It hit me.  It's true.  I had never thought about it in quite that way.  We got pretty good over the years of making room for another little one, in some ways, even being pretty cavalier about it: by the time our last little one, #6 came, I was unworried about just about everything - where to put the baby, what they baby really needed, what the latest gadgets were (who cares?) etc. 


But, looking through all those pictures, I know that even in the middle of the tough stuff, I loved every single minute of it all.  Every baby smile, every first step, those little words, those first teeth, those school field trips.


Then later on the music concerts, the soccer games, the summer car trips.
Now it's the driving lessons, the dating scene for my older kids, marching band, and watching them become these amazing people: with the best and worst of you somewhere inside of them.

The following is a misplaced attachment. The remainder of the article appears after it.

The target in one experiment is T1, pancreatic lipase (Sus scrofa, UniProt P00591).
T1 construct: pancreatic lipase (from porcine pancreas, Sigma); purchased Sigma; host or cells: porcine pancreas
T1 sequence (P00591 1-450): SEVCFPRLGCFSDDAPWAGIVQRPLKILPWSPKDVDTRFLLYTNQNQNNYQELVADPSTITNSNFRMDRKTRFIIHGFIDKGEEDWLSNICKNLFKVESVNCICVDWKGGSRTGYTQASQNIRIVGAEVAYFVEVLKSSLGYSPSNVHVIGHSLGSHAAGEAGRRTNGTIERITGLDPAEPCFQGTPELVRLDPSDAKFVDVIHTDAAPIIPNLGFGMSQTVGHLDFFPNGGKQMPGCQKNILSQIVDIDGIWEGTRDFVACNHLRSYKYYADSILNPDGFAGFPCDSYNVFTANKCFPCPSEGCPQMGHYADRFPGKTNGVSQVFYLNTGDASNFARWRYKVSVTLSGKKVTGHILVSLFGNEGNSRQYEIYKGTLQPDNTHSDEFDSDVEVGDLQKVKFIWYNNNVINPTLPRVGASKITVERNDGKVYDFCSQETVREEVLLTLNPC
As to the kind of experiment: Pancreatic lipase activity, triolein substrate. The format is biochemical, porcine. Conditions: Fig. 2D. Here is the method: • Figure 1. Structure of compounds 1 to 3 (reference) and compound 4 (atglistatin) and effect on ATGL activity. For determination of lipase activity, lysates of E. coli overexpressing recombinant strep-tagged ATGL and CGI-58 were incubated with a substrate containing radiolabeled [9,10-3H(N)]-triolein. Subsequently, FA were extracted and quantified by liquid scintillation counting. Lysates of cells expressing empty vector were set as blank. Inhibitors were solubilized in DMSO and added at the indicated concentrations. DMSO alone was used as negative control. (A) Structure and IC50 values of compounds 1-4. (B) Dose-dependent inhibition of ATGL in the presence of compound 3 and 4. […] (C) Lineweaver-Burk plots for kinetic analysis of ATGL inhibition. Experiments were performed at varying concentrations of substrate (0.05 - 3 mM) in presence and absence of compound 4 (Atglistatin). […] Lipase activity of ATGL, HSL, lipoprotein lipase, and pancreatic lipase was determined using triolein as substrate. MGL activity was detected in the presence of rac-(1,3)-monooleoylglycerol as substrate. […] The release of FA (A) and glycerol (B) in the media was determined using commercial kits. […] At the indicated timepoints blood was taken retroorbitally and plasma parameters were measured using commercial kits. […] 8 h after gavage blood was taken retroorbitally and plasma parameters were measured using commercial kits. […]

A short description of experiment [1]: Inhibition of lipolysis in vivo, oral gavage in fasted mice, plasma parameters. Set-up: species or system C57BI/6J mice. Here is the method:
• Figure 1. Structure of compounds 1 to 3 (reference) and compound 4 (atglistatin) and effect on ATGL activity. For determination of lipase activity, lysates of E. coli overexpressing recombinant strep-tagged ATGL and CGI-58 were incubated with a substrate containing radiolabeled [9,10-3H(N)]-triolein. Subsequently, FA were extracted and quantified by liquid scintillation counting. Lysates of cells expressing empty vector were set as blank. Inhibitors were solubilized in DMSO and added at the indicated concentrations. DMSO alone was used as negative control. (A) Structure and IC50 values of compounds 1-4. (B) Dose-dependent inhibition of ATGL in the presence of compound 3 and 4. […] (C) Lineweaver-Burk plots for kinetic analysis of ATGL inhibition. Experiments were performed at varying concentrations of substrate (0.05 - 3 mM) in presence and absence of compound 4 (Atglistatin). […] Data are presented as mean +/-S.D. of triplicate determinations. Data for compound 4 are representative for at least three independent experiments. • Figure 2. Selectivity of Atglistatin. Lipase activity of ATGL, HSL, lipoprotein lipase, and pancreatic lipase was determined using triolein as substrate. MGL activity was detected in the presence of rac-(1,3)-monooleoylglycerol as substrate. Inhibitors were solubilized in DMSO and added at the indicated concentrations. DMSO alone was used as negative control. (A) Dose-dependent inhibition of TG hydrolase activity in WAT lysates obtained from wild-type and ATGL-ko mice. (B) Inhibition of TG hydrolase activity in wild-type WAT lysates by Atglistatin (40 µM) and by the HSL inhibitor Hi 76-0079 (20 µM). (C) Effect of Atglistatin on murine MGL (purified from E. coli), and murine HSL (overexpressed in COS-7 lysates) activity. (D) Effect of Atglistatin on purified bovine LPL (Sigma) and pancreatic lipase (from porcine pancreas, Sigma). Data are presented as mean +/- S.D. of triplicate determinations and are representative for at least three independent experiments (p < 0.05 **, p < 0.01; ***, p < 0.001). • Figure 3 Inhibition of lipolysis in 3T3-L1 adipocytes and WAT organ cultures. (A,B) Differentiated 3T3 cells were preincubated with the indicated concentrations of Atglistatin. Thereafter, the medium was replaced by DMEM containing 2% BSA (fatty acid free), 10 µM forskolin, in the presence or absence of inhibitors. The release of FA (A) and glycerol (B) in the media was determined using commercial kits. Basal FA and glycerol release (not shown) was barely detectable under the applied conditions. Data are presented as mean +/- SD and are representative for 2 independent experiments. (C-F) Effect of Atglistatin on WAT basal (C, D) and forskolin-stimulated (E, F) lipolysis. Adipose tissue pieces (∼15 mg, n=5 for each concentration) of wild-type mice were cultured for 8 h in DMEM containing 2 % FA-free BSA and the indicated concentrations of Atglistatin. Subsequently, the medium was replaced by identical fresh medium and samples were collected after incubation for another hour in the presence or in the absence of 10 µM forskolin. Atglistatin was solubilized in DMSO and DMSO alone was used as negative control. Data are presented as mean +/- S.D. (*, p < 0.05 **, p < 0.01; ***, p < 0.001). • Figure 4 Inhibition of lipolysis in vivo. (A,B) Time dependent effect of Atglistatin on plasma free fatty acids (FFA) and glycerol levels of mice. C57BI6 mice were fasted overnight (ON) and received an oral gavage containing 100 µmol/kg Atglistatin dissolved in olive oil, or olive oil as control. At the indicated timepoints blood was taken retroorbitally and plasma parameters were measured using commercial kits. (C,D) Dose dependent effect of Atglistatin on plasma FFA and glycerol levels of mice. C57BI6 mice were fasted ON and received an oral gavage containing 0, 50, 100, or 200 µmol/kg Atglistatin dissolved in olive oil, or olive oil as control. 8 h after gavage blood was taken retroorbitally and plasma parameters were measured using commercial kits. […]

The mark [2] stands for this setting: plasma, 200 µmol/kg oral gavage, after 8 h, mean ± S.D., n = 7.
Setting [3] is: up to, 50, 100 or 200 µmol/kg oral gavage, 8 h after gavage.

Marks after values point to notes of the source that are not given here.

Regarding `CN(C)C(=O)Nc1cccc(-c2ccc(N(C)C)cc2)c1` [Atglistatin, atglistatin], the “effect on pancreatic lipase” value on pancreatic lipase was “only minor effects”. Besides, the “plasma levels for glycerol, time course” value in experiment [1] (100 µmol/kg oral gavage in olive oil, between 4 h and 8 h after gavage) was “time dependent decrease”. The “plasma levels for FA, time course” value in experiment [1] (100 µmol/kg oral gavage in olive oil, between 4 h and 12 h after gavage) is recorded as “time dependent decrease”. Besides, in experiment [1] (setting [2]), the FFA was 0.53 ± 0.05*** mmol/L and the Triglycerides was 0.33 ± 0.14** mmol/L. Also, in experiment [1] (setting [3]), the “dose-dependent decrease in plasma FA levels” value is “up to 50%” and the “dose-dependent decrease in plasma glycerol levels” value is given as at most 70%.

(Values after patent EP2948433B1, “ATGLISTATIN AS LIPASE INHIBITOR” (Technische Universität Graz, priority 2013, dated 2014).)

There is so much craziness.  The full calendar, the occasional fights, the clothes that they will outgrow in a just month or two, the fridge that empties itself magically every couple of days. 
Sometimes during the stress of all this teenager stuff, I dry my tears while snuggled-up to my two-year-old, and remind myself how fast it all goes by.


Thank goodness, there's still another baby. 


I'm so grateful for this extraordinary, jumbo-size family and larger-than-life experience.  But after writing this, I suddenly feel like I need a very long nap.








Happy 18 Naomi. Every day with you was a cherished privilege, and I can't wait to see what you'll do and where you'll go.  And as you break my heart by growing up and moving on, thank goodness:


There's still another baby. 



Saturday, June 18, 2016

Roses and Remembering

Bolero
 
Eglantyne
 
Penstemon
Wild Foxlove
 
These lovely photos are the result of everything else pretty much falling apart.